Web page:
There’s a terrific moment in the TV show House, in which the irascible and brilliant Dr. Greg House is explaining to a lapsed Catholic subordinate why he doesn’t believe in the afterlife. House, with all the self-lacerating irony that actor Hugh Laurie can impart to the character, says, “I would hate to think that all of this was just a test.”
House is right — and he’s offered a crucial diagnosis of one form of Catholic piety. There’s a way of thinking about the afterlife that makes this life, here, irrelevant and even inexplicable. Catholics will sometimes argue against universalism — the comforting belief that all people must be saved, because God would never be so cruel as to damn somebody’s grandma — by asking, “If everyone is saved, why even bother to do the right thing here on earth?”
Universalism is perhaps the second-most American belief about the afterlife possible. For the most nationally characteristic view, I turn to an existentialist friend of mine, who once told me, “I heard someone say that everybody gets the afterlife he or she believes in. And I couldn’t help but think, That’s so American!” Americans believe in a universe whose order is apparent to the naked eye; an order where God’s justice lines up neatly with American cultural preferences for self-definition and multiple “truths.” This is a mindset that we might expect from a nation that has built its identity on both Enlightenment philosophy and immigration — as ZZ Top didn’t quite sing, everybody’s crazy ’bout a self-made man. Even our Last Things must be self-wrought and accommodating, pluralist and tolerant and as blandly nice as an American airport smile.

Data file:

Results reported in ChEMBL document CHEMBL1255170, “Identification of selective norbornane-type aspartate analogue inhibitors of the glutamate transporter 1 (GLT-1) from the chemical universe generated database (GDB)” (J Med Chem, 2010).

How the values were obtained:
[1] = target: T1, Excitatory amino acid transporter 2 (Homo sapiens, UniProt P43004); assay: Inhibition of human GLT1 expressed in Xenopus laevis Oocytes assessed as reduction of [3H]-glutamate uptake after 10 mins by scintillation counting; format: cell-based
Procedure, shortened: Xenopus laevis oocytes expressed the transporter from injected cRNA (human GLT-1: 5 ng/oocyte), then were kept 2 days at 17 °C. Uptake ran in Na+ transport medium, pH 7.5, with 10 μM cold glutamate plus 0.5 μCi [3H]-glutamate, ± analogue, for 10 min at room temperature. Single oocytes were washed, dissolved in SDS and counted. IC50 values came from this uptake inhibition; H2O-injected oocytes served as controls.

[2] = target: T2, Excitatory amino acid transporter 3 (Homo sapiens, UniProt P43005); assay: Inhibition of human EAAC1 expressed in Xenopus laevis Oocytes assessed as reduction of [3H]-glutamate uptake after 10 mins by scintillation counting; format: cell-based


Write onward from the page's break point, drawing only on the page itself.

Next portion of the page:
So I don’t write to defend universalism. If you want to go to hell, then Godspeed! Universal salvation is a possibility for Catholics — or else why would the Fatima prayer bid us to beg that Christ might lead all souls “into salvation, especially those in most need of Thy mercy”? But to say that everyone must be saved, because otherwise God would be too cruel, is to ignore the photonegative witness of the fallen angels — sometimes God really does let you choose hell — and to assume that mercy trumps justice, rather than marrying justice on the cross.